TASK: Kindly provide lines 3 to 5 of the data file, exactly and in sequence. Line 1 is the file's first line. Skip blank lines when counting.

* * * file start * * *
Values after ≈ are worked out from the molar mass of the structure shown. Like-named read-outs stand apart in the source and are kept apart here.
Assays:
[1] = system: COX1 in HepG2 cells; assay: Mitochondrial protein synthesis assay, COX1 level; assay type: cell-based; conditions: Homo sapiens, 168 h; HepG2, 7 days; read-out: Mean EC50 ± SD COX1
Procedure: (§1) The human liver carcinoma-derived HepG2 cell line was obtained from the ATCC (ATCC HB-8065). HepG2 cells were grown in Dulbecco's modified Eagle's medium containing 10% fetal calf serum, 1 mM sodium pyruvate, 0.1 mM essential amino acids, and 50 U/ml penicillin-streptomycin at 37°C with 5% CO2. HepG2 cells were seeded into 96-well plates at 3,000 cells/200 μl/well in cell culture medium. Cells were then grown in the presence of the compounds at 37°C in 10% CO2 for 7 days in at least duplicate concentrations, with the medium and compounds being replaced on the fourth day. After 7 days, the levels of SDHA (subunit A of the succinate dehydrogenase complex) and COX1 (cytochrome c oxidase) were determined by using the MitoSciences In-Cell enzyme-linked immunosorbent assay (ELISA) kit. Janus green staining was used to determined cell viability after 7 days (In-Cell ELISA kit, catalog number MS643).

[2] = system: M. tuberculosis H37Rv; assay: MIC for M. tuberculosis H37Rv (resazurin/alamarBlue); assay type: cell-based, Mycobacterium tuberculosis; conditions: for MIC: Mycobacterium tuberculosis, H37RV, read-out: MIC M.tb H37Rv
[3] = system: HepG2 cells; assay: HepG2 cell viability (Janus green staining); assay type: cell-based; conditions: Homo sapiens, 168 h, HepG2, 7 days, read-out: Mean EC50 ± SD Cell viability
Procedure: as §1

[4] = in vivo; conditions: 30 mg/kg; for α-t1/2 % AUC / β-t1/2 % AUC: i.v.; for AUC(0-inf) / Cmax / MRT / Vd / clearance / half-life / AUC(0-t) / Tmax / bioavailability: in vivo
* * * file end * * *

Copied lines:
[1] = system: COX1 in HepG2 cells; assay: Mitochondrial protein synthesis assay, COX1 level; assay type: cell-based; conditions: Homo sapiens, 168 h; HepG2, 7 days; read-out: Mean EC50 ± SD COX1
Procedure: (§1) The human liver carcinoma-derived HepG2 cell line was obtained from the ATCC (ATCC HB-8065). HepG2 cells were grown in Dulbecco's modified Eagle's medium containing 10% fetal calf serum, 1 mM sodium pyruvate, 0.1 mM essential amino acids, and 50 U/ml penicillin-streptomycin at 37°C with 5% CO2. HepG2 cells were seeded into 96-well plates at 3,000 cells/200 μl/well in cell culture medium. Cells were then grown in the presence of the compounds at 37°C in 10% CO2 for 7 days in at least duplicate concentrations, with the medium and compounds being replaced on the fourth day. After 7 days, the levels of SDHA (subunit A of the succinate dehydrogenase complex) and COX1 (cytochrome c oxidase) were determined by using the MitoSciences In-Cell enzyme-linked immunosorbent assay (ELISA) kit. Janus green staining was used to determined cell viability after 7 days (In-Cell ELISA kit, catalog number MS643).

[2] = system: M. tuberculosis H37Rv; assay: MIC for M. tuberculosis H37Rv (resazurin/alamarBlue); assay type: cell-based, Mycobacterium tuberculosis; conditions: for MIC: Mycobacterium tuberculosis, H37RV, read-out: MIC M.tb H37Rv